2.3: Significant Figures  Writing Numbers to Reflect Precision
 Page ID
 86012
The significant figures in a measurement consist of all the certain digits in that measurement plus one uncertain or estimated digit. In the ruler illustration below, the bottom ruler gave a length with 2 significant figures, while the top ruler gave a length with 3 significant figures. In a correctly reported measurement, the final digit is significant but not certain. Insignificant digits are not reported. With either ruler, it would not be possible to report the length at \(2.553 \: \text{cm}\) as there is no possible way that the thousandths digit could be estimated. The 3 is not significant and would not be reported.
Measurement Uncertainty
Some error or uncertainty always exists in any measurement. The amount of uncertainty depends both upon the skill of the measurer and upon the quality of the measuring tool. While some balances are capable of measuring masses only to the nearest \(0.1 \: \text{g}\), other highly sensitive balances are capable of measuring to the nearest \(0.001 \: \text{g}\) or even better. Many measuring tools such as rulers and graduated cylinders have small lines which need to be carefully read in order to make a measurement. Figure \(\PageIndex{1}\) shows two rulers making the same measurement of an object (indicated by the blue arrow).
With either ruler, it is clear that the length of the object is between \(2\) and \(3 \: \text{cm}\). The bottom ruler contains no millimeter markings. With that ruler, the tenths digit can be estimated and the length may be reported as \(2.5 \: \text{cm}\). However, another person may judge that the measurement is \(2.4 \: \text{cm}\) or perhaps \(2.6 \: \text{cm}\). While the 2 is known for certain, the value of the tenths digit is uncertain.
The top ruler contains marks for tenths of a centimeter (millimeters). Now the same object may be measured as \(2.55 \: \text{cm}\). The measurer is capable of estimating the hundredths digit because he can be certain that the tenths digit is a 5. Again, another measurer may report the length to be \(2.54 \: \text{cm}\) or \(2.56 \: \text{cm}\). In this case, there are two certain digits (the 2 and the 5), with the hundredths digit being uncertain. Clearly, the top ruler is a superior ruler for measuring lengths as precisely as possible.
When you look at a reported measurement, it is necessary to be able to count the number of significant figures. The table below details the rules for determining the number of significant figures in a reported measurement. For the examples in the table, assume that the quantities are correctly reported values of a measured quantity.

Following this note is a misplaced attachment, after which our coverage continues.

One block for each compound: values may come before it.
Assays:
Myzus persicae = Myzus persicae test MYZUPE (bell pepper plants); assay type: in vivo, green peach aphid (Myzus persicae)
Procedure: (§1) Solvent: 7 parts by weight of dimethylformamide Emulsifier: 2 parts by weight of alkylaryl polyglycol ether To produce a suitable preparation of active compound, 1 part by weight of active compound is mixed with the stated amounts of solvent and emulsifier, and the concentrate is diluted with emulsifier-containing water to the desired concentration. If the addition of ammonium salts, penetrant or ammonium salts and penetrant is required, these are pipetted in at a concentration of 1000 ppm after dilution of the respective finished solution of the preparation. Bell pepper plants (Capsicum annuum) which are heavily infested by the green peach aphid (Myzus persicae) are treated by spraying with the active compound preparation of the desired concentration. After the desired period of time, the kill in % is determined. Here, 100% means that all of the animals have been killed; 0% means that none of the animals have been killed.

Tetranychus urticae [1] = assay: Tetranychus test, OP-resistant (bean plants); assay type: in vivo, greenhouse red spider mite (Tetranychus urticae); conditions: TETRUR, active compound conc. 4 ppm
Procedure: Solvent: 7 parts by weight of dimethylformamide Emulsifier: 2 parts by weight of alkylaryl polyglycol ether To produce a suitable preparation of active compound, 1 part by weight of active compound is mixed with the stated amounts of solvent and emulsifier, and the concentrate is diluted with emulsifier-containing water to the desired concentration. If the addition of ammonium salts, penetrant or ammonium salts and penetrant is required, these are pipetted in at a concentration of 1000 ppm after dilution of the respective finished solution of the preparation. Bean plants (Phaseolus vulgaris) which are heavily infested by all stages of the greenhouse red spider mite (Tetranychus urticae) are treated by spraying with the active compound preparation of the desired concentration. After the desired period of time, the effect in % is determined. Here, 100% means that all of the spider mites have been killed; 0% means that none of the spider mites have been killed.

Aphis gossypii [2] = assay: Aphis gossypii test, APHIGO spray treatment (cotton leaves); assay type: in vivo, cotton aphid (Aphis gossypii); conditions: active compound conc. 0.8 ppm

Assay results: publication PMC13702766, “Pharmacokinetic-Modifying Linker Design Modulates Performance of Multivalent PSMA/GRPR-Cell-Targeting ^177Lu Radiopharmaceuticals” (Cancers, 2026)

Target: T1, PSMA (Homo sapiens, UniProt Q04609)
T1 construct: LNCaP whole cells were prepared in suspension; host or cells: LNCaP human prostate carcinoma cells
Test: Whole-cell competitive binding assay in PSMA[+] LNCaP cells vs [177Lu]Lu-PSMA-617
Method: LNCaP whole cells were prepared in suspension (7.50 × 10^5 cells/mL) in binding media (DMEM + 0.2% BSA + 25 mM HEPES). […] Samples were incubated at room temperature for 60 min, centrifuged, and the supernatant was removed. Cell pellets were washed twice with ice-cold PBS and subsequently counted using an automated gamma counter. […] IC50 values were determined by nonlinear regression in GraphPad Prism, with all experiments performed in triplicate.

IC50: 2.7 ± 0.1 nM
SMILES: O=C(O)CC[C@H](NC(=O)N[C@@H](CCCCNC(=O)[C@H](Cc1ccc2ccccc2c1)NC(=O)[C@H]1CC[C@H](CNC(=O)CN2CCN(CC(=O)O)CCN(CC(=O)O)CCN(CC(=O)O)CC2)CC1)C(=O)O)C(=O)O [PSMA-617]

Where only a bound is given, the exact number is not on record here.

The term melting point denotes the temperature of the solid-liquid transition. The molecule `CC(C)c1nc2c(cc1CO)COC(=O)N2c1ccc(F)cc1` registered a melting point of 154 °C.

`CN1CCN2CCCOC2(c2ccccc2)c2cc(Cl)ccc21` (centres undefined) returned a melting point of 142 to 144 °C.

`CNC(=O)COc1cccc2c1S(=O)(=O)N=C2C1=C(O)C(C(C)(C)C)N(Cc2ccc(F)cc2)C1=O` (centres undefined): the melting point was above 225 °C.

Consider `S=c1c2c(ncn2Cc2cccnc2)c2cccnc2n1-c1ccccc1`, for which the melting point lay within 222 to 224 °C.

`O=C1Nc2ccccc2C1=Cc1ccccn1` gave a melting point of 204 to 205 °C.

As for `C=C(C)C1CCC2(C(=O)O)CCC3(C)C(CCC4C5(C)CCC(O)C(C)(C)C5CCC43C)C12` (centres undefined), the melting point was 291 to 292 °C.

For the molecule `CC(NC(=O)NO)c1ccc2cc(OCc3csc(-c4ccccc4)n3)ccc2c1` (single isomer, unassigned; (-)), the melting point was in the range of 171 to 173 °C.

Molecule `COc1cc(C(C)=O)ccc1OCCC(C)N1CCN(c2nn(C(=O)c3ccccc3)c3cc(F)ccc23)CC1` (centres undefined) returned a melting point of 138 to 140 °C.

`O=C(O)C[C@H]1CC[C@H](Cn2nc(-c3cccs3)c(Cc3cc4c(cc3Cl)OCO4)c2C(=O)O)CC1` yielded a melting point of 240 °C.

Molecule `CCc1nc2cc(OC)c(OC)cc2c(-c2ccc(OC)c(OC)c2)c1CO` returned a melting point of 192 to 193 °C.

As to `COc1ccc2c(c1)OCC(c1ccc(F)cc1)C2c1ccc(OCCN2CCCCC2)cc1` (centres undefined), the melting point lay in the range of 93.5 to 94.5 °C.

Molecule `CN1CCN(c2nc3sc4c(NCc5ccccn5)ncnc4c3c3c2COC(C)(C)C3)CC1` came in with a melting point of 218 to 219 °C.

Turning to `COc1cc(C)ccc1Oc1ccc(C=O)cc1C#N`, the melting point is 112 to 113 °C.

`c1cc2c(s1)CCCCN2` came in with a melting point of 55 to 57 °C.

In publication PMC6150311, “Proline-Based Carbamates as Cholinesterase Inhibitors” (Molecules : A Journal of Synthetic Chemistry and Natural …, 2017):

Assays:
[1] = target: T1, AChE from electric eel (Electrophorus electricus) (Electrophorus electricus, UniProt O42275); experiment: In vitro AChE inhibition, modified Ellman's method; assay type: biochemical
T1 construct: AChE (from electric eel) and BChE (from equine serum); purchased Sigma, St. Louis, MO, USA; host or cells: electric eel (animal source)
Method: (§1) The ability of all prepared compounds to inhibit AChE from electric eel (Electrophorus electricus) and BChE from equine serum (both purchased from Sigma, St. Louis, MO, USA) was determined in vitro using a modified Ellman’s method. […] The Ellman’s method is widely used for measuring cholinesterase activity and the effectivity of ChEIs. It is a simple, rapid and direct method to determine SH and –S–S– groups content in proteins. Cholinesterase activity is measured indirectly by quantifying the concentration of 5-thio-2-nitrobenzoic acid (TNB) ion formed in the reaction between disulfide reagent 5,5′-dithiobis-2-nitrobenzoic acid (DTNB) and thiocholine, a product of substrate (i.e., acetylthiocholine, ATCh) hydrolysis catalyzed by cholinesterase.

Rule  Examples 

1. All nonzero digits in a measurement are significant. 

2. Zeros that appear between other nonzero digits (middle zeros) are always significant. 

3. Zeros that appear in front of all of the nonzero digits are called leading zeros. Leading zeros are never significant. 

4. Zeros that appear after all nonzero digits are called trailing zeros. A number with trailing zeros that lacks a decimal point may or may not be significant. Use scientific notation to indicate the appropriate number of significant figures. 

5. Trailing zeros in a number with a decimal point are significant. This is true whether the zeros occur before or after the decimal point. 

Exact Numbers
Integers obtained either by counting objects or from definitions are exact numbers, which are considered to have infinitely many significant figures. If we have counted four objects, for example, then the number 4 has an infinite number of significant figures (i.e., it represents 4.000…). Similarly, 1 foot (ft) is defined to contain 12 inches (in), so the number 12 in the following equation has infinitely many significant figures:
Accuracy and Precision
Measurements may be accurate, meaning that the measured value is the same as the true value; they may be precise, meaning that multiple measurements give nearly identical values (i.e., reproducible results); they may be both accurate and precise; or they may be neither accurate nor precise. The goal of scientists is to obtain measured values that are both accurate and precise. The video below demonstrate the concepts accuracy and precision.
Video 2.3.1: Difference between precision and accuracy.
Summary
Uncertainty exists in all measurements. The degree of uncertainty is affected in part by the quality of the measuring tool. Significant figures give an indication of the certainty of a measurement. Rules allow decisions to be made about how many digits to use in any given situation.
Contributions & Attributions
This page was constructed from content via the following contributor(s) and edited (topically or extensively) by the LibreTexts development team to meet platform style, presentation, and quality:
CK12 Foundation by Sharon Bewick, Richard Parsons, Therese Forsythe, Shonna Robinson, and Jean Dupon.
Henry Agnew (UC Davis)
 Sridhar Budhi